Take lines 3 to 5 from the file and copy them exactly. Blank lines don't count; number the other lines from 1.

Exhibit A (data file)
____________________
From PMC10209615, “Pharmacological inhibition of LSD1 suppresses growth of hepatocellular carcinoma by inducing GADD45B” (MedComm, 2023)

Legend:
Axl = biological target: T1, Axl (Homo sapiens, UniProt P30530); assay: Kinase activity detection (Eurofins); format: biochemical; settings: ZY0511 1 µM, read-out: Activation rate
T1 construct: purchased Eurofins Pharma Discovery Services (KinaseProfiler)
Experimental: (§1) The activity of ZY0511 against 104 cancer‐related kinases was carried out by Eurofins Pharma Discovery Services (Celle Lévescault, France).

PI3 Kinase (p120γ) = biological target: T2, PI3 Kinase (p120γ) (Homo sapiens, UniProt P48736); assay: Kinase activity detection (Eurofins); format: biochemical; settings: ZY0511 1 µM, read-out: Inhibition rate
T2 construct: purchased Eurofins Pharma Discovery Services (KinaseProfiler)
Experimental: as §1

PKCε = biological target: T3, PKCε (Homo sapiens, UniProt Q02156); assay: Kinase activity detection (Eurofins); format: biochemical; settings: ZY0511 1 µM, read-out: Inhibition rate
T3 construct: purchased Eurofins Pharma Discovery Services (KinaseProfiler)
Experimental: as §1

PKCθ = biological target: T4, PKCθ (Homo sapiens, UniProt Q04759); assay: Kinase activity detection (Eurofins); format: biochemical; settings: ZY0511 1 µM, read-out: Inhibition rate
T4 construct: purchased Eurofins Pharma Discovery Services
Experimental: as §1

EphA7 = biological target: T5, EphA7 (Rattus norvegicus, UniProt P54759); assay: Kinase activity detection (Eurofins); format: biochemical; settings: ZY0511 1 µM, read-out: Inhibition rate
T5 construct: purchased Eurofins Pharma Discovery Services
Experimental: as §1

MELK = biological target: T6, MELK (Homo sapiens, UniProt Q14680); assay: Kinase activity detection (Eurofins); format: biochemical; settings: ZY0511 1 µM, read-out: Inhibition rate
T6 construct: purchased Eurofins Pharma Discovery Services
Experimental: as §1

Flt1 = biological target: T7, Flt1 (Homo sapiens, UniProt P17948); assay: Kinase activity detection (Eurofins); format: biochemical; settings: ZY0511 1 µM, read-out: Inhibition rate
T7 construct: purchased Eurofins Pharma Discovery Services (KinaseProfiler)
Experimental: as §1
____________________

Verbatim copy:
Axl = biological target: T1, Axl (Homo sapiens, UniProt P30530); assay: Kinase activity detection (Eurofins); format: biochemical; settings: ZY0511 1 µM, read-out: Activation rate
T1 construct: purchased Eurofins Pharma Discovery Services (KinaseProfiler)
Experimental: (§1) The activity of ZY0511 against 104 cancer‐related kinases was carried out by Eurofins Pharma Discovery Services (Celle Lévescault, France).